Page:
Wednesday, April 6, 2011

Journeys Are Sometimes Necessary In Order For God To Teach Us Lessons

Life is a journey friends, and it only moves forward. We can’t go back once a moment has passed. Singer Anna Nalick once wrote in her hit single “Breathe (2 AM)” that ‘life’s like an hourglass glued to the table’ and it is true! Therefore, as believers we should try to make each and every moment count. The Apostle Paul tells us this in Colossians when he wrote “Live wisely among those who are not Christians, and make the most of every opportunity” (4:5 NLT). See every moment spent in this life is important to God, especially those moments we spend around those who are not Believers, and we need to keep that in mind.

Sometimes God takes us on a specific journey to teach us some things about life as well. Many of us have heard stories of people who took time off from work and the minutiae of everyday life to seek God and hear from Him. In some ways this is true of Brett, Martine, and Gordy, three travelers who run into each other by accident on journey across Post Hurricane Katrina Louisiana in the movie “The Yellow Handkerchief.”

As the movie progresses along, we learn about each character and how they are on a specific “journey” in their lives. For Gordy, he is traveling across America searching for what it means to be a man, because his own father abandoned him when he was young. Martine, is a young 15-year-old girl, who suffers from a poor relationship with her father, and thus has looked for meaning in sexual relationships with boys from in her small town school. Brett, meanwhile is fresh out of spending six years behind bars, and on a journey to possibly reconnect with his estranged wife, though he isn’t ultimately sure if he will be able to do that or not, or if she will even take him back if he does find her.

As the story progresses these three characters that had planned to travel with each other for one day keep being brought back together through various circumstance. They also begin to learn lessons. Early on in the movie, young Gordy tells Martine that he is incredibly attracted to her and that he would like to kiss her. This scene occurs while the three of them or in a hotel, stranded because of a heavy rainstorm. Martine, who we have already been told has been taken advantage of before, agrees to allow Gordy to kiss her. However, when he kisses her passionately and begins to climb on top of her she screams and stops him, leading Brett, who had been in the bathroom, to separate the two of them for the evening.

The next day Brett quietly remarks to Gordy, that girls need to be romanced and that they don’t want to simply jump into bed with a guy. While, this certainly should have included Brett telling Gordy that sex is meant for marriage exclusively, there is still some Biblical truth in Brett’s statement. In Song of Solomon 2:3-5 the women in the poem writes “Like an apple tree among the trees of the forest is my lover among the young men. I delight to sit in his shade, and his fruit is sweet to my taste. He has taken me to the banquet hall, and his banner over me is love. Strengthen me with raisins, refresh me with apples, for I am faint with love” (NIV). Hmmm. Banquet halls and being feed raisins and apples,(sweet foods back then) sounds a lot like dinner and chocolate nowadays perhaps? The point being the Bible tells us that a woman values a man who pursues her by romancing her and winning her heart. This in some ways is the truth Brett is telling young Gordy.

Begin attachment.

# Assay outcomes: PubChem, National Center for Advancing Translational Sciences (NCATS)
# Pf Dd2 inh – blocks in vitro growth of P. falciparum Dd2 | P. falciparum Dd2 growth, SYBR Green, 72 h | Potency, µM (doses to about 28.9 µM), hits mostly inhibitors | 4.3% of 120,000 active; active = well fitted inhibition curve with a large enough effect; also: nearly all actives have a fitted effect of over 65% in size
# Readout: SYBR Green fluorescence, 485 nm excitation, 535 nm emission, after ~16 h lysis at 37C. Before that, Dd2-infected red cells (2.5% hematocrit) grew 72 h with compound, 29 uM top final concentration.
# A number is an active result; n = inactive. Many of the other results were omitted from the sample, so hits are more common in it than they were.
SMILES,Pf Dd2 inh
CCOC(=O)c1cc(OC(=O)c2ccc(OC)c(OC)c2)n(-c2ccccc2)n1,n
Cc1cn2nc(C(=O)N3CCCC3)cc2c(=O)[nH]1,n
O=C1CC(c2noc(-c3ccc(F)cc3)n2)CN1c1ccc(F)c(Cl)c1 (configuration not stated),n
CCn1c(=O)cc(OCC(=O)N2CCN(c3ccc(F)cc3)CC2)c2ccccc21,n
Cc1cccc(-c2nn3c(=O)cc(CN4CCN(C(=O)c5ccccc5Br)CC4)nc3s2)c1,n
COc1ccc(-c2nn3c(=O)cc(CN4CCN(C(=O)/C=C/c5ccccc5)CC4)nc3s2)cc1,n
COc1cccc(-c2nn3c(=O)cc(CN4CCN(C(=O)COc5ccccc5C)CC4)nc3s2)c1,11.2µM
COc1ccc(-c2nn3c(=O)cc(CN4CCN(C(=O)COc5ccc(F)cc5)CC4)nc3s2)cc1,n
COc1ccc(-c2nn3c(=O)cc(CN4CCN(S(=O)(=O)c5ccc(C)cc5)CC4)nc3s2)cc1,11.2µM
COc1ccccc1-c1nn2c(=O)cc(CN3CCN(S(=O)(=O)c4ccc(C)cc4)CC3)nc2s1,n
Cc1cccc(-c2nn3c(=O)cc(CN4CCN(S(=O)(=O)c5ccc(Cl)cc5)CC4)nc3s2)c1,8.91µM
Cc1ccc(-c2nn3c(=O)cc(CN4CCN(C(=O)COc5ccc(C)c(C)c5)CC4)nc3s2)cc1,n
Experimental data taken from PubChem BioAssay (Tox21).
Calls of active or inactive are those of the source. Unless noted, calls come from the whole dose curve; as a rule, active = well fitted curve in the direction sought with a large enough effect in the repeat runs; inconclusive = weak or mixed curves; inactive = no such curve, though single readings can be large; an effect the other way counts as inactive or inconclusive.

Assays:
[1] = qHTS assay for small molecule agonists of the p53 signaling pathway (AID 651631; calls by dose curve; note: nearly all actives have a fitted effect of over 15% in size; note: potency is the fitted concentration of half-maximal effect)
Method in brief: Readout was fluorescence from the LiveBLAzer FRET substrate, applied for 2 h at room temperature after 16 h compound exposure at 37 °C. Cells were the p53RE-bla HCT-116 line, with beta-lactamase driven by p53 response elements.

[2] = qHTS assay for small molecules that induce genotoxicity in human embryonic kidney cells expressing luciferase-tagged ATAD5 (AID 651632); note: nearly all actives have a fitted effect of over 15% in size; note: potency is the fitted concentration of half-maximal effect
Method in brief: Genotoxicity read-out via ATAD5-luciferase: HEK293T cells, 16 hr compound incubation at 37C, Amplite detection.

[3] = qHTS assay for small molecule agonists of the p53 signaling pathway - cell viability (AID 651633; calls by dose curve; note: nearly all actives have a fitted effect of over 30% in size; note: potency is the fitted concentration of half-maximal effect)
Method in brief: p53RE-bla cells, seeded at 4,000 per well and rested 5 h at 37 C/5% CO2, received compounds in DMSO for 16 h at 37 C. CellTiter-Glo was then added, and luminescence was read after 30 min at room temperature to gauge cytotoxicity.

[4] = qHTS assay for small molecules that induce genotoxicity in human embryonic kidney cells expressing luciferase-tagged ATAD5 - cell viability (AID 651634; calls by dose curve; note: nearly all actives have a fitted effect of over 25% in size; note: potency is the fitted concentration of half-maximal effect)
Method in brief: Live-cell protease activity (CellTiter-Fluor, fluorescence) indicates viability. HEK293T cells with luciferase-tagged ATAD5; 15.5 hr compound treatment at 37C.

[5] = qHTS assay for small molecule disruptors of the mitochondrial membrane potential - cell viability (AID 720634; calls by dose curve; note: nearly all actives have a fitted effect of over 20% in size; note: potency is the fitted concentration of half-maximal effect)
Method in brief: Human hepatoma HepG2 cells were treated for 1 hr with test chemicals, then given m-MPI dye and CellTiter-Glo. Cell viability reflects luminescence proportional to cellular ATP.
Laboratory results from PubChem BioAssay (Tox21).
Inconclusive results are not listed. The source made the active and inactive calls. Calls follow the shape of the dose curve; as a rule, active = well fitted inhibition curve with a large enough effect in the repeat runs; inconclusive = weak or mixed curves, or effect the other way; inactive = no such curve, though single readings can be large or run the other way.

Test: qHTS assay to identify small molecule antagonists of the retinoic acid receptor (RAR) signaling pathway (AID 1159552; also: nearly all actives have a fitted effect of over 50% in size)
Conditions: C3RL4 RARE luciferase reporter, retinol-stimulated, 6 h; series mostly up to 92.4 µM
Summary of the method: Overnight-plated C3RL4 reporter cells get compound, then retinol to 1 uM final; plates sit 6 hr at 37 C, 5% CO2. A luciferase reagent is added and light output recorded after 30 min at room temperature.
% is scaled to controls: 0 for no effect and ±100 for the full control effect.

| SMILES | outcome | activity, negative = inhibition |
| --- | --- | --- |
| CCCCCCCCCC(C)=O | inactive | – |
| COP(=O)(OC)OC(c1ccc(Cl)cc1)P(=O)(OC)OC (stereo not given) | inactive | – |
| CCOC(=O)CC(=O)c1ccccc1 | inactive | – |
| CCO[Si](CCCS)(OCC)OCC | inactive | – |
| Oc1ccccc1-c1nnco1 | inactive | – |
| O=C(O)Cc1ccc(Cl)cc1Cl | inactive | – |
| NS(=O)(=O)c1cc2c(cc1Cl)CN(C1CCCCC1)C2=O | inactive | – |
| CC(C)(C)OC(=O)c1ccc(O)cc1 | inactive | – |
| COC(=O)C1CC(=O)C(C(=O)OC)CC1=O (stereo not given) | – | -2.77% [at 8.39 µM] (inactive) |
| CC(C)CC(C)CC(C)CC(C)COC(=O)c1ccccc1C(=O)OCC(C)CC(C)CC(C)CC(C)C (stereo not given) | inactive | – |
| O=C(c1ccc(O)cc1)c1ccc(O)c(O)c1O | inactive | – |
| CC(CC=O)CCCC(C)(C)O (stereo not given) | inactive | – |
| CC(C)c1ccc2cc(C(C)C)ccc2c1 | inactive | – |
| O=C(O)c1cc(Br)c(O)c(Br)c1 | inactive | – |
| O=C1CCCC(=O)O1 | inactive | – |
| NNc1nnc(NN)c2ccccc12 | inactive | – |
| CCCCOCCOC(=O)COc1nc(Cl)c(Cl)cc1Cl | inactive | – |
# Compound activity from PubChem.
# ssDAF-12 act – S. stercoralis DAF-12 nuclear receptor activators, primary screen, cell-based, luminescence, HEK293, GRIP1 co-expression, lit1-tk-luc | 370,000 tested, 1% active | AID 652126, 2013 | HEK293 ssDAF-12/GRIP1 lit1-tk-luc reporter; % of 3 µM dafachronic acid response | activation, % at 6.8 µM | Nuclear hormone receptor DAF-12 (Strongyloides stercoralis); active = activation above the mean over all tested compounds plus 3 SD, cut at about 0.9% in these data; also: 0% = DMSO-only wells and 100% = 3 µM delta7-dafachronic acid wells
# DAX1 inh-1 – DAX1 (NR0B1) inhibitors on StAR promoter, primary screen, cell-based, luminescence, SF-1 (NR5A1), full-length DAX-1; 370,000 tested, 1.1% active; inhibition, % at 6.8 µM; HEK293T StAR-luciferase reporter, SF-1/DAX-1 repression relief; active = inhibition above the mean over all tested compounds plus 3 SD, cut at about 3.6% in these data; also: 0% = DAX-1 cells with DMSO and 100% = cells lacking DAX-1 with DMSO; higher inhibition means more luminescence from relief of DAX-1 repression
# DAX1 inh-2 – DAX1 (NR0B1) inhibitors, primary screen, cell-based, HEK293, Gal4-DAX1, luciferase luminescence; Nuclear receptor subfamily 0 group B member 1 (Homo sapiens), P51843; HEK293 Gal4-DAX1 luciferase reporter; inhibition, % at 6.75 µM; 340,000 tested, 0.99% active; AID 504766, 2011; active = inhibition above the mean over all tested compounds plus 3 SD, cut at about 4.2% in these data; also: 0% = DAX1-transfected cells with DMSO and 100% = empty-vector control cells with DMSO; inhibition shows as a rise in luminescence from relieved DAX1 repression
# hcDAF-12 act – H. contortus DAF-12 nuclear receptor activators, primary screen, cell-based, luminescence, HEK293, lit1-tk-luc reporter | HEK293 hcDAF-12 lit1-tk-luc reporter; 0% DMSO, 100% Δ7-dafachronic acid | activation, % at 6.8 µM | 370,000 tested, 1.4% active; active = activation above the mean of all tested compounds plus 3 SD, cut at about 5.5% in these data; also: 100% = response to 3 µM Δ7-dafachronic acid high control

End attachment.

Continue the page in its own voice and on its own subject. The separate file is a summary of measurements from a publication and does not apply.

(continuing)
Brett meanwhile is battling a dark secret from his past. He was in jail for manslaughter, and though the death that resulted from an accident that he contributed too, there is no way that it was really his fault. Yet, Brett deep down can’t forgive himself, which I think is a predicament many of us might confess is something we struggle with all the time. When we mess up, it is so easy to beat on ourselves for days, weeks, or even years! Even if we have confessed this sin before God and man, we can still harbor anger at ourselves for mistakes we made years earlier.

The good news though friends, is that God doesn’t want us to be bound by our past mistakes. That is why he sent Jesus into the world, to die for that sin, so that we could walk I freedom. Paul writes in Ephesians 1:7 “In Christ we have redemption and forgiveness of sins.” Think about that word ‘redemption’ for a second. defines it as ‘deliverance or rescue’ and ‘atonement for guilt.’ That means we are no longer guilty in God’s eyes of for those sins. It is as if they never happened! Now don’t get me wrong in this life the effects of some sins can continue to be viewable in our daily lives, but God doesn’t want us to view ourselves as un-forgiven. He wants us to move on and allow Him to use us for His glory again!

David wrote in Psalm 130:7 “O Israel, hope in the Lord, for with the Lord there is unfailing love and an overflowing supply of salvation.” From this verse, I think we can conclude that God demonstrates that ‘unfailing love’ for us through His gift of salvation, and I can’t believer he wants us to take that love he has for us and basically say ‘I know you’ve forgiven me, but I can’t forgive myself.” You see in the end, how God views us is what matters, not how we view ourselves!

As Brett progresses in his journey, he begins to realize that maybe he can forgive himself, and decides to take a chance, with encouragement from Gordy and Martine, to walk out that newfound self-forgiveness. The ending brings about the importance of romance that Brett told Gordy about to full circle, and leaves us as an audience seeing firsthand what a newly forgiven person looks like! While it may not specifically reference God in this movie, God is ultimately the author of the greatest story about Redemption, and it is neat to see earthly examples of this in Hollywood movies!

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